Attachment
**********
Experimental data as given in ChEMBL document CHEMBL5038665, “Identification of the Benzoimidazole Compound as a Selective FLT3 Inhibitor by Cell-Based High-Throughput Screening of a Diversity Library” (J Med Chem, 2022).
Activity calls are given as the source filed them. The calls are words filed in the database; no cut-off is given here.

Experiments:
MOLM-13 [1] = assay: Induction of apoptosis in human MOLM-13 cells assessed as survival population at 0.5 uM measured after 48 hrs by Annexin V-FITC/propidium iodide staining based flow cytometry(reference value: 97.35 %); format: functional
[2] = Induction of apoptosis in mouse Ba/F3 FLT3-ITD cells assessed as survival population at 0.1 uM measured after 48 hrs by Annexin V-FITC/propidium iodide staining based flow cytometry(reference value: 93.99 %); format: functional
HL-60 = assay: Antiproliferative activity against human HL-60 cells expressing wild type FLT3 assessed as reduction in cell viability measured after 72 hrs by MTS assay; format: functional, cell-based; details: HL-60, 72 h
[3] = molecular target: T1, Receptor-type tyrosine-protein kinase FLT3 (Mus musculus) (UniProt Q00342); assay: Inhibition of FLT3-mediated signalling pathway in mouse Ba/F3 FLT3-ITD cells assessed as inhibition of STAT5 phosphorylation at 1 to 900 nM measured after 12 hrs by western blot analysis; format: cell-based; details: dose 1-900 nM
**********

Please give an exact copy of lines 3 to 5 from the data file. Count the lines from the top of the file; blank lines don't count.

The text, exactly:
Experiments:
MOLM-13 [1] = assay: Induction of apoptosis in human MOLM-13 cells assessed as survival population at 0.5 uM measured after 48 hrs by Annexin V-FITC/propidium iodide staining based flow cytometry(reference value: 97.35 %); format: functional
[2] = Induction of apoptosis in mouse Ba/F3 FLT3-ITD cells assessed as survival population at 0.1 uM measured after 48 hrs by Annexin V-FITC/propidium iodide staining based flow cytometry(reference value: 93.99 %); format: functional